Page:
Our expectation is that forex challenges will be more severe exacerbated by a poorer agriculture season, rising international agriculture commodity prices, civil service wage adjustment and pre-election impulsive spend by spend.
While RBZ is attempting to keep money supply in check by pushing base money targets to more conservative levels, the rise in broad money, reflects the impact of credit growth in the broader economy driven not only by production but speculative borrowing and extensive utilisation of open market operations.
The open market operations, largely targeted mopping up excess liquidity, are influencing monetary growth through interest payment.
Earlier in this review, we highlighted that the Zimdollar is losing ground against the greenback at a much quicker rate compared at any other period since the second half of 2020.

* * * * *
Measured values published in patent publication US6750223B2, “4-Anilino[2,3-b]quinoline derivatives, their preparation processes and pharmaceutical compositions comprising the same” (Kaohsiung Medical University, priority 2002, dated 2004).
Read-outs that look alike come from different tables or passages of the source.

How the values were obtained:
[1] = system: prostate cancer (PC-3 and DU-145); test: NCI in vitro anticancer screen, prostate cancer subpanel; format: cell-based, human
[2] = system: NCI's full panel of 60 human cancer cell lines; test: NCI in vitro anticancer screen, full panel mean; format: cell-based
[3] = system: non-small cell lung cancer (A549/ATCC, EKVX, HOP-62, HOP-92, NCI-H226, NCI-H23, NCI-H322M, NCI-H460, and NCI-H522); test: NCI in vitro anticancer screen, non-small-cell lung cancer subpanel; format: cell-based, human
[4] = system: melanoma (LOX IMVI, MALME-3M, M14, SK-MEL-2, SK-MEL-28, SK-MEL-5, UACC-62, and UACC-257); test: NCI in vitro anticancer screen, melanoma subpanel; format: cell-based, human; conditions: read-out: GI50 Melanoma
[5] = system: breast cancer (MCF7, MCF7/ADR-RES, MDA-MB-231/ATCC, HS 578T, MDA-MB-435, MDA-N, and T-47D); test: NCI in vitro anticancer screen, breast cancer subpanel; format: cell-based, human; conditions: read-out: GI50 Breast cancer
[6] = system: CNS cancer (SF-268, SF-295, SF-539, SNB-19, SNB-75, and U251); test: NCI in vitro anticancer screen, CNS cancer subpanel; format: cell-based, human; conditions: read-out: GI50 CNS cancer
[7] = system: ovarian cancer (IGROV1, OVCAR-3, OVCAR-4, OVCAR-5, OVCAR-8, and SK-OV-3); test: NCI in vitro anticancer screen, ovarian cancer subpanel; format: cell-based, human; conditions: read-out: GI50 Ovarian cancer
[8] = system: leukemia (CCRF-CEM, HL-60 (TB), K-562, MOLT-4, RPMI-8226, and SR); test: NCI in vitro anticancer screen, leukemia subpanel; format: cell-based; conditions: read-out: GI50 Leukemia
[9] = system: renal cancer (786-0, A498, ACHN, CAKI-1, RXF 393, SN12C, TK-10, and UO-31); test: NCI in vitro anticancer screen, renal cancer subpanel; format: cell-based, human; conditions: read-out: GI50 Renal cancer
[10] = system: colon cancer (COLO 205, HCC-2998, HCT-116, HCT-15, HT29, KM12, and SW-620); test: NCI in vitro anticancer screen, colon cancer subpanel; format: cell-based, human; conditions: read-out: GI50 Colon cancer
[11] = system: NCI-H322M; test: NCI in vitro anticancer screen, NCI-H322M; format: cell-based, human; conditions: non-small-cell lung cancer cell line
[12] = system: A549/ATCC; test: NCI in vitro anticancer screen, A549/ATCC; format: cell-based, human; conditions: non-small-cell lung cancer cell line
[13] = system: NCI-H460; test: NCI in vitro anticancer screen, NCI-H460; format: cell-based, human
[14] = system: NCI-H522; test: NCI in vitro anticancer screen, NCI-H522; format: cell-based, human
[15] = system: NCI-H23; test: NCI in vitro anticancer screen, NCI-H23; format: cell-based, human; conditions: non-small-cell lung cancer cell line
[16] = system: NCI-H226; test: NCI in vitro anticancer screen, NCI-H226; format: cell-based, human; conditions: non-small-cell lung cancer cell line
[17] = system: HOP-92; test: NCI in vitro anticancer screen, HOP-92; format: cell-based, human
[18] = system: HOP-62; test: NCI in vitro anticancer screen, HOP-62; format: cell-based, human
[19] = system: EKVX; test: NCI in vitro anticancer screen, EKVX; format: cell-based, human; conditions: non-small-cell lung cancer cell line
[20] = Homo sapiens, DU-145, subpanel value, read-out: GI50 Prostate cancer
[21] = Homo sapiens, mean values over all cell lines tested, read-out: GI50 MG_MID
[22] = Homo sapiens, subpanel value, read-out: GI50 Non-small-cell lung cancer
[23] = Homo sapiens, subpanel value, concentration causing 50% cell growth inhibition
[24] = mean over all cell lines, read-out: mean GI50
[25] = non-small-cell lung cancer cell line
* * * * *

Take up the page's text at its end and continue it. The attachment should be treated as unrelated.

This is a period of over 18 months. Essentially this means the Zimdollar is at its most unstable position, since the reintroduction of the auction market in June 2020.
But this view, does not take into account parallel market operations. When looked at together, the view becomes clearer and it is easier to draw conclusions from the respective performances.
In the first eight weeks of trading in 2021, the Zimdollar lost only 2,4% while in the latest situation, it has lost 18%, over the same duration.
Now, if we look at the relative performances between markets, we see that the parallel market presently reflects the widest margin to the auction market, than at any other point since June 2020.
The eight-week average premium (year to date) is at 85%, which is insanely higher, looked at against a relative 45% average premium over the same period last year.
In-fact the average parallel market premium for 2021 was at 58, which although higher than the first few of the respective year, is way lower the prevailing premiums in 2022.
What this statistic helps to understand is that the whenever the premium is above 65%, there is significant volatility in the formal auction market.
Infact the rate will not stabilise until the gap is closed.
As long as the huge gap prevails, the auction market will continue to see steeper weekly exchange losses.